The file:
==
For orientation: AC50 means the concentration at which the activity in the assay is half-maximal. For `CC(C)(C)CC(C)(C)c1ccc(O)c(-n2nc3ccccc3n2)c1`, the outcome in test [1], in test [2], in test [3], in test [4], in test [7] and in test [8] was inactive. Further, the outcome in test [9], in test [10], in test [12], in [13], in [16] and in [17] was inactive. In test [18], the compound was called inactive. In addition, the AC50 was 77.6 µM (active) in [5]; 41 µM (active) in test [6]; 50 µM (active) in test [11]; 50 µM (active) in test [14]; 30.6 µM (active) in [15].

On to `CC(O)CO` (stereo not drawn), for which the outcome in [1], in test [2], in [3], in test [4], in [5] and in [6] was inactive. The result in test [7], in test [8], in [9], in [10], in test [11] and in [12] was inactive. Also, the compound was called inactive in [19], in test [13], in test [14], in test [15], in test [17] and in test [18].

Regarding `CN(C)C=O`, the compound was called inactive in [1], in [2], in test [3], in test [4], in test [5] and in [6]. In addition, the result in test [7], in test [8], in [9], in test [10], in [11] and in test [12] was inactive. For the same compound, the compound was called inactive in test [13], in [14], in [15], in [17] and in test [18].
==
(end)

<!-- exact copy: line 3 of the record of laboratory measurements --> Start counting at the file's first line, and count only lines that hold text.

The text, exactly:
Regarding `CN(C)C=O`, the compound was called inactive in [1], in [2], in test [3], in test [4], in test [5] and in [6]. In addition, the result in test [7], in test [8], in [9], in test [10], in [11] and in test [12] was inactive. For the same compound, the compound was called inactive in test [13], in [14], in [15], in [17] and in test [18].